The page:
Human ageing is characterized by a chronic low-grade inflammation, termed “inflammaging”, that together with sarcopenia (muscle mass depletion and the reduction of muscle performance) and physical frailty (the loss of muscle performance and normal muscle mass) are significant risk factors for both morbidity and mortality in elderly people.
Regarding the contribution of the aged gut microbiota in the host physiology, a recent study in mice has found that inflammaging is a consequence of an altered gut microbiota composition. Transferring aged gut microbiota to young germ-free (GF) mice led to lower levels of Akkermansia and higher levels of TM7 bacteria and Proteobacteria. Akkermansia has been inversely associated with the onset of inflammation, whereas both TM7 bacteria and Proteobacteria have been involved in the increased inflammatory potential of the microbiota of aged mice. Besides this, the aged gut microbiota also promoted both inflammation in the small intestine and increased translocation of inflammatory bacterial components in the circulation in the GF mice.
Although recent research has found that the composition and functional diversity of the gut microbiota may be involved in healthy ageing, little is known the role of the gut microbiota on frailty in older persons.
A review, led by Dr. Tiziana Meschi from the Microbiome Research Hub at the University of Parma (Parma, Italy), concludes that gut microbiota may partly mediate the relationship between nutrition and both sarcopenia and physical frailty in older individuals.
The authors in the review first examined observational studies associating faecal microbiota alterations with ageing phenotype and the onset of physical frailty:
However, due to their cross-sectional design, these studies do not establish any cause-effect relationship between gut microbiota dysbiosis and physical frailty.
On the other hand, regarding human studies that have assessed the influence of exercise on gut microbiota, the majority of them used professional athletes and were carried out on adult subjects, which makes it difficult to know to what extent the exercise-induced modifications in the gut microbiota composition and functionality could be extrapolated to older individuals and targeted for healthy ageing (here, here and here).
Beyond its effects on the gut environment, the gut microbiota exhibits systemic effects through production of mediators that affect metabolism, insulin sensitivity, and inflammation. The authors emphasized the fact that many microbial substances derived from nutrients can be found in urine, blood and faeces and could act as metabolic or physiological modulators for the host. On the whole, glycine betaine, tryptophan, biliary acids, and short-chain fatty acids (SCFAs) are the most promising of the putative mediators that have an influence on myocytes’ mitochondria through several signalling pathways that result in the modulation of inflammation and the promotion of insulin sensitivity.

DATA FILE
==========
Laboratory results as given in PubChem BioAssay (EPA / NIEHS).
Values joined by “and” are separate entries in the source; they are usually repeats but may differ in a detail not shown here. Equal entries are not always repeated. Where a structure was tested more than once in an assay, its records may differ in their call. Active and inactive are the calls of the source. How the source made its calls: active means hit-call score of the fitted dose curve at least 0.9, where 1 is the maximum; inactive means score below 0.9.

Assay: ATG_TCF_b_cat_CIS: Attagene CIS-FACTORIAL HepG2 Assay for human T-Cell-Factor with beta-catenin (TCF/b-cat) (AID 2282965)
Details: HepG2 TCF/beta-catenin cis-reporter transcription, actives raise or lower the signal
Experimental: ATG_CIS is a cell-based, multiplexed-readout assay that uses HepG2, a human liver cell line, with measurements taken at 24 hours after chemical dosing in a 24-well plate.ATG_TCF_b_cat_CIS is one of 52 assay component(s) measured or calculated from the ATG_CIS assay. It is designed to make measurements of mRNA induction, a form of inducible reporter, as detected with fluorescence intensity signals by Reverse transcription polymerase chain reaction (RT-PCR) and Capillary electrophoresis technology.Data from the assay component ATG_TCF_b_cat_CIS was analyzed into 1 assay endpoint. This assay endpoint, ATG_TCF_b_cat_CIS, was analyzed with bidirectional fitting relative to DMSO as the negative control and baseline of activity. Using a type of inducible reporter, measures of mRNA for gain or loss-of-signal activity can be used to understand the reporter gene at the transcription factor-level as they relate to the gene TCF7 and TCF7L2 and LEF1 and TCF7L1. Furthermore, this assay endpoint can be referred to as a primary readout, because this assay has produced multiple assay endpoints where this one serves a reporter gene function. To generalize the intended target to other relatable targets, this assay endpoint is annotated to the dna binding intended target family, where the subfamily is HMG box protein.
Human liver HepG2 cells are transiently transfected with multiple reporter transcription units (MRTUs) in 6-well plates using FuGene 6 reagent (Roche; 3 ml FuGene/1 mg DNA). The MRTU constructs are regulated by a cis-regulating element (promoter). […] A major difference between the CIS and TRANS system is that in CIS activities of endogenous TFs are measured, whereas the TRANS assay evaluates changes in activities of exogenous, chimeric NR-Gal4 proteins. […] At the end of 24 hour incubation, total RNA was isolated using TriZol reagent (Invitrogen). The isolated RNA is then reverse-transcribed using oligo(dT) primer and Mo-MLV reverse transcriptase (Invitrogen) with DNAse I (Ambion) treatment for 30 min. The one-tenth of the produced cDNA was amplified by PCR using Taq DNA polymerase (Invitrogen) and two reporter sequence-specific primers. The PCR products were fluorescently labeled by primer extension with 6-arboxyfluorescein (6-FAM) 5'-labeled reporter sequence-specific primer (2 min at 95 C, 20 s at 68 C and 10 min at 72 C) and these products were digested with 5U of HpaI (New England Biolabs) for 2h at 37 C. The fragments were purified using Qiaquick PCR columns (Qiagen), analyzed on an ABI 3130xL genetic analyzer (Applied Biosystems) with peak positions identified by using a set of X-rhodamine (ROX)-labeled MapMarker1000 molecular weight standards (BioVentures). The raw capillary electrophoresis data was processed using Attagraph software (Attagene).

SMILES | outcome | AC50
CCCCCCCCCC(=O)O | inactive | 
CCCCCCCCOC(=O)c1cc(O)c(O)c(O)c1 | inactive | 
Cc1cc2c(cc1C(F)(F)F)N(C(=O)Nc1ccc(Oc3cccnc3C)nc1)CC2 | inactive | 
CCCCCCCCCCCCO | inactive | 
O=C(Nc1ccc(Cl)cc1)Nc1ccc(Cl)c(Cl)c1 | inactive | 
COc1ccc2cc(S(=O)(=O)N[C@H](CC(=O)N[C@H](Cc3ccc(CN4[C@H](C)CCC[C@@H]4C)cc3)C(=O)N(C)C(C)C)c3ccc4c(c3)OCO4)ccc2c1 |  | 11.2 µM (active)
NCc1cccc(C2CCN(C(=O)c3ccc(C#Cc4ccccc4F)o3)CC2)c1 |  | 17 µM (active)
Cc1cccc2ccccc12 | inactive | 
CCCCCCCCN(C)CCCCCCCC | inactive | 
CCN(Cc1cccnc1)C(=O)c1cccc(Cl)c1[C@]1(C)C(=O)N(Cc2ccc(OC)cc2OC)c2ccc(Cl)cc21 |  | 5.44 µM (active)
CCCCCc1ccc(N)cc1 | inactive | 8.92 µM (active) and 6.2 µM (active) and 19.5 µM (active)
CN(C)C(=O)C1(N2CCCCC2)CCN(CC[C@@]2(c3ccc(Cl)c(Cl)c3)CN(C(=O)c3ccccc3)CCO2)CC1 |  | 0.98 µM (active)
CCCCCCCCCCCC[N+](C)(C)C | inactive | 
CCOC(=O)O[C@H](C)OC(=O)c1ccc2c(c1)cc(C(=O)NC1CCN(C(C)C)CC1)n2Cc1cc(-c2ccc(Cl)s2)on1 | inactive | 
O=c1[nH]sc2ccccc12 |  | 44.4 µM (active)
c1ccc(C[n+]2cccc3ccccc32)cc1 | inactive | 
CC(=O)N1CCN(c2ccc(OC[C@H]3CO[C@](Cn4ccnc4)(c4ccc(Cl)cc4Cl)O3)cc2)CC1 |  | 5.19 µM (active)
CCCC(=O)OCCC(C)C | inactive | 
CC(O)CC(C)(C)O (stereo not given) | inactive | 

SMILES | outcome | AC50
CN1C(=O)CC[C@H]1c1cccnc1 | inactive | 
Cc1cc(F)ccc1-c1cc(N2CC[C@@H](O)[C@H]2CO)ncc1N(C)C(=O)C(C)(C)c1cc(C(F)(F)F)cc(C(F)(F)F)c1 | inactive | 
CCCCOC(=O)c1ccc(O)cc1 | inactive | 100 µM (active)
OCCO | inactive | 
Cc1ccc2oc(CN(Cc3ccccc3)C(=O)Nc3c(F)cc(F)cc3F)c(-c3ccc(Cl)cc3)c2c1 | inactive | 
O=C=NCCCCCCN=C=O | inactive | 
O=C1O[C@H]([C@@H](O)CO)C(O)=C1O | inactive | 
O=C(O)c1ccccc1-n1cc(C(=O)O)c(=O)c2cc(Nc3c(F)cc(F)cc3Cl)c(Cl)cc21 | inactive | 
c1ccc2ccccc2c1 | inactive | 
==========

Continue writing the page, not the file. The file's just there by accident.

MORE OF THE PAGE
Short-chain fatty acids (SCFAs) derived from dietary fibres and proteins were reported as the most studied mediators of the effect of gut microbiota on skeletal muscle, as they can enter systemic bloodstream and be absorbed by skeletal muscle cells, in which their main target are skeletal muscle mitochondria. For instance, butyrate, a well-known SCFA, is involved in improving metabolic efficiency of myofibers and protecting muscle protein catabolism. On the other hand, acetate is another SCFA that correlates with increased insulin resistance and whose presence is detrimental for skeletal muscle anabolism.
When it comes to studies that have evaluated the effects of gut microbiota manipulation on parameters of muscle mass and function, the vast majority of them have been carried out on animal models. The administration of the probiotics Lactobacillus reuteri and F. prausnitzii to mice have been associated with the preservation of muscle mass and reduced systemic inflammation. In humans, the only randomized, double-blind clinical trial that has explored the effects of gut microbiota modifications on skeletal muscle outcomes has found that a prebiotic formulation including fructooligosaccharides and inulin, administered for 13 weeks, improved exhaustion and handgrip strength in 28 older individuals aged 65 and over when compared to placebo.
To sum up, based on the studies examined in the review, it can be concluded that the gut microbiota is potentially involved in the onset and development of primary sarcopenia in the elderly. The authors suggest the term “gut-muscle axis” when studying the field involving the role of nutrition in the pathogenesis of sarcopenia via modification of gut microbiota composition. As there is no evidence of a distinct gut microbiota composition in older sarcopenic patients, further research in humans is needed in order to elucidate whether gut microbiota-targeted interventions may contribute to healthy ageing.
Ticinesi A, Lauretani F, Milani C, et al. Aging gut microbiota at the cross-road between nutrition, physical frailty, and sarcopenia: is there a gut-muscle axis? Nutrients. 2017; 9(12). doi: 10.3390/nu9121303.
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